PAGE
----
Building on a strong upturn in global traffic, Airbus is ramping up production of all its models–the A320 family, A330 and A380–dealing with several supply chain issues, a couple of them quite unusual and impossible to anticipate.
“After minus 4 percent [growth] in 2009, we are now experiencing 7- to 8-percent growth,” Airbus COO Fabrice Brégier emphasized June 1 in a meeting with the French aerospace journalist association (AJPAE) in Paris. Hence, the company is accelerating manufacturing.
For the fast-selling A320 single-aisle family, the increase will be from 36 to 42 aircraft per month. This year, a first step is 38. Early next year, the rate will be at 40, with a target of 42 in the fourth quarter.
“If we could go to 45, we would have a market for that,” Brégier said. But the supply chain would find this production rate hard to follow. According to Brégier, those companies concerned are mostly the smaller ones. Some of these businesses had financial troubles during the recent downturn.
Therefore, Airbus is encouraging them to consolidate. “They could be more efficient, financially more robust and could more easily transfer work to low-cost countries,” Brégier suggested. To help those small companies that are having a hard time, Airbus is a partner in Aerofund–a financial support organization that also has Safran as a partner.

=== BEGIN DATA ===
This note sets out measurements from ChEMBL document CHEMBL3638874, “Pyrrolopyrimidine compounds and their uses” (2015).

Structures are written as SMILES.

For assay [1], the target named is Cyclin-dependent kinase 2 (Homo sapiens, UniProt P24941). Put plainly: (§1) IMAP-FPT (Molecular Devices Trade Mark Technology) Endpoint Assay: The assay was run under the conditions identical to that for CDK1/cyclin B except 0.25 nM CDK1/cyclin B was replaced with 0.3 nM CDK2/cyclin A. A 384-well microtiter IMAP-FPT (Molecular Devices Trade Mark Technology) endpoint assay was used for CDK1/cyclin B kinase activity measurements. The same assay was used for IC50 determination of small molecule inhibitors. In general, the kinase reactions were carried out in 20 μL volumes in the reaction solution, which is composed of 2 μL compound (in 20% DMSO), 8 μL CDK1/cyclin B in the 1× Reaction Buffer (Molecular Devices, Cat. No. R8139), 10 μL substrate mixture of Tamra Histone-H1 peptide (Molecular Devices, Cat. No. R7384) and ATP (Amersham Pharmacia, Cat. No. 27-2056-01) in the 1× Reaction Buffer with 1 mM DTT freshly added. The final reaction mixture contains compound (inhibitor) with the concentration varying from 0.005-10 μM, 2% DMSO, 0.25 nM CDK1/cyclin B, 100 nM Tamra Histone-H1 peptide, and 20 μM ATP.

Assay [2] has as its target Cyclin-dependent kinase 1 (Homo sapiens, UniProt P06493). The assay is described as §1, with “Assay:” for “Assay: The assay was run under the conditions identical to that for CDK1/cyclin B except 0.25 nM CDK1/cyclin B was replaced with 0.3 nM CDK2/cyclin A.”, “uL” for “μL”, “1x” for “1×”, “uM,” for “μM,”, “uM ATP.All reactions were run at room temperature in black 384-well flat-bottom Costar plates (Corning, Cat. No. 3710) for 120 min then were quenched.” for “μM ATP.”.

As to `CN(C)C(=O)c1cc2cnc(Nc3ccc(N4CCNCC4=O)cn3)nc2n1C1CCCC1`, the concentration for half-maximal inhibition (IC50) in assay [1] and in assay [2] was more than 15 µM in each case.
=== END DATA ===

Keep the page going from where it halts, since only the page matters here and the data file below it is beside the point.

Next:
But difficulties can also affect major first-tier Airbus partners. EADS subsidiary Aerolia, an aerostructure specialist, has a factory in Tunisia. It had to close during the country’s revolution early this year. Growth plans have been postponed by two or three months, Brégier said.
On the A330, the production rate is to increase from nine per month, early in 2012, to 10 per month in the second quarter of 2013.
Higher in the gamut, Brégier said about 25 A380s should be delivered this year, after 18 in 2010. However, “We are keeping a close eye on the uncertainties Rolls-Royce is facing with one Trent 900 supplier,” Brégier said.
The supplier is Japan-based IHI, a manufacturer of turbine blades. The devasting March earthquake and subsequent tsunami in Japan seriously damaged its factory. According to Brégier, after having been stopped for several weeks, the facility has been restarted. Nominal production levels are expected to be met early in July.
Meanwhile, the “Help Wanted” sign is out at Airbus. The OEM recruited 2,200 employees in 2010. This year, Brégier sees 4,000 people being hired in Europe.